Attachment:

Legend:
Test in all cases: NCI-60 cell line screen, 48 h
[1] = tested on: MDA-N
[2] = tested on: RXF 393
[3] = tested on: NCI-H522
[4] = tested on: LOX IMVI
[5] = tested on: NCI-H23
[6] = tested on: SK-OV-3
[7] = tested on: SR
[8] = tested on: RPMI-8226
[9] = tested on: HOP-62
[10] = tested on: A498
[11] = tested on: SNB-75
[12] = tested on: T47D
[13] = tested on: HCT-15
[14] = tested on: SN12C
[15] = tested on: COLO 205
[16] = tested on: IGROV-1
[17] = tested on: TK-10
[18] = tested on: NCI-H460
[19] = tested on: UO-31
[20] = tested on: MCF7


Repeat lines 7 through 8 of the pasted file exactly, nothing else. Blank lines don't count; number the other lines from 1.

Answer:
[5] = tested on: NCI-H23
[6] = tested on: SK-OV-3